Transgenomic to provide genetic testing services for MCW

30 July 2012 (Last Updated July 30th, 2012 18:30)

Transgenomic, a provider of molecular technologies, has entered into a collaboration agreement to provide its next-generation genetic testing services, including the Nuclear Mitome test, to the Medical College of Wisconsin (MCW).

Transgenomic, a provider of molecular technologies, has entered into a collaboration agreement to provide its next-generation genetic testing services, including the Nuclear Mitome test, to the Medical College of Wisconsin (MCW).

Under the agreement, MCW will use Nuclear Mitome test for mitochondrial disorders at its clinical sequencing programme to identify mutations in 448 genes that are considered important for mitochondrial function.

"Mitochondrial disorders are caused by inherited or acquired mutations in mitochondrial DNA and can have an impact on the liver."

Mitochondrial disorders are caused by inherited or acquired mutations in mitochondrial DNA and can have an impact on the liver, the brain, kidneys and cardiovascular function, according to Transgenomic.

Craig Tuttle, Transgenomic chief executive officer, said by utilising next-generation sequencing technology, the Nuclear Mitome test is designed to improve the speed and precision of diagnosis for a host of mitochondrial disorders, allowing clinicians to plan the most effective treatment strategy.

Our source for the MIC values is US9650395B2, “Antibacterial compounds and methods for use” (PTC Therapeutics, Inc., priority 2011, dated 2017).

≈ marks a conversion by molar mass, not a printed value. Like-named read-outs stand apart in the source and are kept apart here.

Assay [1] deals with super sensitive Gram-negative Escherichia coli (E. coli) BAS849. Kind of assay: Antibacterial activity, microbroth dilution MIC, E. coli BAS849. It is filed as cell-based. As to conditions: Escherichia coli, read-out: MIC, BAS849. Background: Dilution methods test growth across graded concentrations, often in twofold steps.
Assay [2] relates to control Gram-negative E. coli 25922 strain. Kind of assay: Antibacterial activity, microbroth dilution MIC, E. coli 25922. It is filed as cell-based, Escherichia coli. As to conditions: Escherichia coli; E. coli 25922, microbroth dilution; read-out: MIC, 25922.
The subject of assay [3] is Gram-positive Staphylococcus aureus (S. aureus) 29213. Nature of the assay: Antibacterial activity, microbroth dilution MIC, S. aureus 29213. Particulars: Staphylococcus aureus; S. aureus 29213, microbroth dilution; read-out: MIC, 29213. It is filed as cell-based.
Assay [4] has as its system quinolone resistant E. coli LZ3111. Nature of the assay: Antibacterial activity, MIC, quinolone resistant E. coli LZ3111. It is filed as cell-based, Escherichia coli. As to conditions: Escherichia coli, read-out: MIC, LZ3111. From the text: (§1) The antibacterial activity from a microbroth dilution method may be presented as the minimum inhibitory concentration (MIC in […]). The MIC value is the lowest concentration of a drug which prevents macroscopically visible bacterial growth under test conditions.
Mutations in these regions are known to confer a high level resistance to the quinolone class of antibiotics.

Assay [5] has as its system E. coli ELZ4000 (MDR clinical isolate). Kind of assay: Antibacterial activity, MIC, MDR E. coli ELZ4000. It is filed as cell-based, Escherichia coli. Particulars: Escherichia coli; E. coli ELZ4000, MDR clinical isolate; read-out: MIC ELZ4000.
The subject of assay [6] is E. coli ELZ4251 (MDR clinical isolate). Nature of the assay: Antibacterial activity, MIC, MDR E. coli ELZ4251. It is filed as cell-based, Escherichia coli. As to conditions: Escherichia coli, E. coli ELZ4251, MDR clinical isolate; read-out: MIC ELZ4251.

"The Medical College of Wisconsin is a world-renowned institution with a robust presence in genomics and genetic testing," Tuttle added.

"This collaboration allows Transgenomic to rapidly expand the commercial use of our Nuclear Mitome Test in addition to building out our offerings in whole genome and exome testing. We look forward to working with MCW, and to building rapid value through these products."

Howard Jacob, Medical College of Wisconsin Human and Molecular Genetics Center director, said diagnosing mitochondrial disorders can be quite challenging and, until now, has typically involved the use of wide-ranging genetic and non-genetic tests, as well as consultation with various medical specialties.

"The ability to evaluate 400-plus genes with one diagnostic tool should shorten patients' diagnostic odysseys and provide faster answers," Jacob added.